Slaughtneil captain Cormac O'Doherty plays down injury concerns after NINTH successive championship title
Captain Cormac O'Doherty has played down injury fears after being forced off during the latter stages of Slaughtneil's record ninth Derry Senior Championship final victory in a row.
The Oak Leaf county captain, who left Owenbeg with his arm in a sling, was forced off two minutes before the end of the Emmet's 1-17 to 2-09 win against Kevin Lynch's but it didn't stop him from accepting the Fr. Collins Cup which has now rested in Emmet Park for the best part of a decade.
Slaughtneil manager Michael McShane revealed his O'Doherty was heading to hospital following the presentation to determine the extent of the shoulder injury but O'Doherty himself insisted it was purely precautionary.
"I went down on it and it is precautionary but I'll go and see how it is," he explained, "It feels fine there but it's precautionary so hopefully it is alright."
Prior to the injury, O'Doherty was once again instrumental in Slaughtneil's victory, helping himself to seven frees but he admitted Kevin Lynch's them worried in a very tight second half.
"We had a good first half and got 11 in front but were probably a bit disappointed because we had a couple of goal chances and maybe a few point chances missed," insisted O'Doherty.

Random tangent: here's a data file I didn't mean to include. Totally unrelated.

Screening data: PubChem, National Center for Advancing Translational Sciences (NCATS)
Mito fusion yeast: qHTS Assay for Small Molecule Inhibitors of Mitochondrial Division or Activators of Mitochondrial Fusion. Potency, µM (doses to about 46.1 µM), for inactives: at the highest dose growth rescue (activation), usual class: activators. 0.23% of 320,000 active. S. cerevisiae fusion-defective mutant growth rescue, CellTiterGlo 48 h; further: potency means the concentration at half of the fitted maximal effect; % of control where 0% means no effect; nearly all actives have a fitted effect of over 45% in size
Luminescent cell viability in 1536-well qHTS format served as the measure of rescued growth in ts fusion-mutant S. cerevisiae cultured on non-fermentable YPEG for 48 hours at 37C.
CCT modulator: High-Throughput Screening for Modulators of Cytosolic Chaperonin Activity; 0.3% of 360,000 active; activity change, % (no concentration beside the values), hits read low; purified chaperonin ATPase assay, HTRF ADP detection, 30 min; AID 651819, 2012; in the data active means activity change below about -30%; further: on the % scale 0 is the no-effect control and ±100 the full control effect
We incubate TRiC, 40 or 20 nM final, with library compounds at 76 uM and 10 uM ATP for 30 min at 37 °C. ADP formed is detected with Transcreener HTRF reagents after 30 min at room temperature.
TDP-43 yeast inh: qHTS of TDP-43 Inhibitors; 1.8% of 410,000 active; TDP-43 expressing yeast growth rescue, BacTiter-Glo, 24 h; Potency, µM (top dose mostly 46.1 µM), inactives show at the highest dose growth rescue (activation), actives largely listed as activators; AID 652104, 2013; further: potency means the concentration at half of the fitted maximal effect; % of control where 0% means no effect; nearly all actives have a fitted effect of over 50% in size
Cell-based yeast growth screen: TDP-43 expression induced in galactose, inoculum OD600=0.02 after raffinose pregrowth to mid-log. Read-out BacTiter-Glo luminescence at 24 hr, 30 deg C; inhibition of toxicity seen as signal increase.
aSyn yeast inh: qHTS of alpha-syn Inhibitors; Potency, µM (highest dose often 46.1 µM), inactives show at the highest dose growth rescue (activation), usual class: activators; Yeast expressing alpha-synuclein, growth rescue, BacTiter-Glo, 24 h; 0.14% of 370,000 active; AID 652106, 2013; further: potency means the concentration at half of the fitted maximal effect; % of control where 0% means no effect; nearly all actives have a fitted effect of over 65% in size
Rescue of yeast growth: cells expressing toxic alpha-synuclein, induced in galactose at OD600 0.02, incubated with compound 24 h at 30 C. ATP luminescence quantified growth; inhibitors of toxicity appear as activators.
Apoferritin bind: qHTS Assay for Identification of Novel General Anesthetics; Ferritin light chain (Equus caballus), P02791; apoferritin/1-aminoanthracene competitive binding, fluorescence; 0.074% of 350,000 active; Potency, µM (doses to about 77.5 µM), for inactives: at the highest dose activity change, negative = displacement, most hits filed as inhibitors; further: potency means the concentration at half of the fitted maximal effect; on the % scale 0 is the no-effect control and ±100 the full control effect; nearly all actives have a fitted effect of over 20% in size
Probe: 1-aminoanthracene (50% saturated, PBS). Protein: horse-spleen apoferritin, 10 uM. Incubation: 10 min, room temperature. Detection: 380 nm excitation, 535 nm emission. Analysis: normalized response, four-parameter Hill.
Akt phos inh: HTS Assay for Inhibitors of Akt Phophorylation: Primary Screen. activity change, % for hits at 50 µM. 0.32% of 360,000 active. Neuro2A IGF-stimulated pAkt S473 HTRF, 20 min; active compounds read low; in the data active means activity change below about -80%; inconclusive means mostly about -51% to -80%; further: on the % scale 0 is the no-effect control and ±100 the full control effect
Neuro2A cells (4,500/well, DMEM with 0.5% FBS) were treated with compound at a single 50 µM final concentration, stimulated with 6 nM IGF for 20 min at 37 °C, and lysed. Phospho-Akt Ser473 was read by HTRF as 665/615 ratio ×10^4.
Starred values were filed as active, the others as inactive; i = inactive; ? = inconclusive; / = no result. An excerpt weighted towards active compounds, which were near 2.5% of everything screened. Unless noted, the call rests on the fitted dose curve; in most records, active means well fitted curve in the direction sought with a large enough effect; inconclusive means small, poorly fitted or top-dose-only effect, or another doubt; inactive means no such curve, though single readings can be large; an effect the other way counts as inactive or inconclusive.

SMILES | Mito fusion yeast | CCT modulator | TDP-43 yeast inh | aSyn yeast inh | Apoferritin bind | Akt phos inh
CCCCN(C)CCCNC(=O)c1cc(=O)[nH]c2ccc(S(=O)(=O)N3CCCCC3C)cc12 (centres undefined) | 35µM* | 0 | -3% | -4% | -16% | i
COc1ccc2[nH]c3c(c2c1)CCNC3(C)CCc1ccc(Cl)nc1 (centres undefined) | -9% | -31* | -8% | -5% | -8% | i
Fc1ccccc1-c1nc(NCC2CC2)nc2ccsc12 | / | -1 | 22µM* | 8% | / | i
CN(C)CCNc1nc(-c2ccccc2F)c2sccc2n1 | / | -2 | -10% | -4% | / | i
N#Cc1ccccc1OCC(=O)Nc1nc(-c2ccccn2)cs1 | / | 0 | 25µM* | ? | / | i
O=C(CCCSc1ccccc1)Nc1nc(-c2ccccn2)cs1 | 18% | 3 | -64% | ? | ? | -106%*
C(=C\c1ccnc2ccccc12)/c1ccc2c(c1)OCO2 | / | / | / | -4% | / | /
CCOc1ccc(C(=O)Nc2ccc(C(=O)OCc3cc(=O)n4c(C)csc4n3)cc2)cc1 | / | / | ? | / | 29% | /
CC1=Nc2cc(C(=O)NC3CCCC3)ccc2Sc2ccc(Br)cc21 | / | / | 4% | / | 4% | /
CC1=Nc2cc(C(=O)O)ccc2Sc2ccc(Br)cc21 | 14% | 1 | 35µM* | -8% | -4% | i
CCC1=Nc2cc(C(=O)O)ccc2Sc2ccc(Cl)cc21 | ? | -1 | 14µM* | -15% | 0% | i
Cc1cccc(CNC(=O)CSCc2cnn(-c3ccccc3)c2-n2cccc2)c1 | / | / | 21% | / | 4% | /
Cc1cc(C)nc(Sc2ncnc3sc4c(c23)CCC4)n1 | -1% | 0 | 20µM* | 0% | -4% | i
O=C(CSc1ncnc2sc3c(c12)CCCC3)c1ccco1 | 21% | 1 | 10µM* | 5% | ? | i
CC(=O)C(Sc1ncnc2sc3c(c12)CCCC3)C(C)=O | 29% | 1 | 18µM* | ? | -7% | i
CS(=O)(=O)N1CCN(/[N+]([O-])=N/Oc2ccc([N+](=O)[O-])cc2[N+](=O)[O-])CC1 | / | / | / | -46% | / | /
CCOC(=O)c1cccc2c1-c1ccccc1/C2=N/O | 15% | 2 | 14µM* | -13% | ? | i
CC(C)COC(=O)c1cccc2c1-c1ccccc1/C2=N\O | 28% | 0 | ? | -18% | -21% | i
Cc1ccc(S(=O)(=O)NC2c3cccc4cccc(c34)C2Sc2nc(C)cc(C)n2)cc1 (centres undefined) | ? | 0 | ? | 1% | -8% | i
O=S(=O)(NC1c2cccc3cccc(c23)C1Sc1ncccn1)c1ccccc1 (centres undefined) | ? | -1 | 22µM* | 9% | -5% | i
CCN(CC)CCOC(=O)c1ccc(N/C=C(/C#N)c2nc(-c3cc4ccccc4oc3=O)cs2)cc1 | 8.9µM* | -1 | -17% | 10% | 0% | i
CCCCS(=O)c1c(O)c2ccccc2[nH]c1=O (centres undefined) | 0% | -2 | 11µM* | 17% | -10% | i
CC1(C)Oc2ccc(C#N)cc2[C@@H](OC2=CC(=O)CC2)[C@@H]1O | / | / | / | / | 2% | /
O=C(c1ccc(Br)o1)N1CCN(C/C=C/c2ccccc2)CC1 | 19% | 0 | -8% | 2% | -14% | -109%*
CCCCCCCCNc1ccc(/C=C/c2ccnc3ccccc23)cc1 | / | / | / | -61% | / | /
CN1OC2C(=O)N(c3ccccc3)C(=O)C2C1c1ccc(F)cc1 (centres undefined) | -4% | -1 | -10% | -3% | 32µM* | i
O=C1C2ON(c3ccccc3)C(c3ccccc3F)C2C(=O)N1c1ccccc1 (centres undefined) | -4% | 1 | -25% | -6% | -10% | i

"We were happy at half-time but, look, Kevin Lynch's threw everything at us in that second half. They got a couple of goals at the right time and put us under pressure so it was great to grind out the victory there in the end.
"You get used to journalists writing teams off, it goes on every year but if you go back through the years we have played them, it's never been a hammering match, it has never been a walkover, so we knew what to expect coming here and it turned out that way. It was a battle from the start to the end and we juts got across the line at the end."
The Slaughtneil captain admitted they had been forced to dig deep by the Lynch's fightback but said that only served to prove that the hunger that still exists within the Emmet's camp.
"We showed in the second half that the hunger is still there. A county title is nothing to take for granted at any time. Slaughtneil for a long time fought and didn't win any. We won a couple in the 90s but the hunger in the group, you could see it in the second half when the chips were down. We stood up and men were counted, men who maybe don't normally stand up, boys coming through so the group is just getting stronger. Nine in a row is an unbelievable achievement."
Despite another Ulster Championship campaign now being on the horizon in the form of a clash with Antrim champions, Dunloy, O'Doherty had more immediate concerns ahead of next weekend football semi-final against Lavey.
"It is good to get back to it (the Ulster Championship). Obviously it didn't happen last year so it's good to get back and give it another go but the focus now turns to football and Lavey next week with so many of the boys involved. Winning breeds winning and hopefully that continues next week."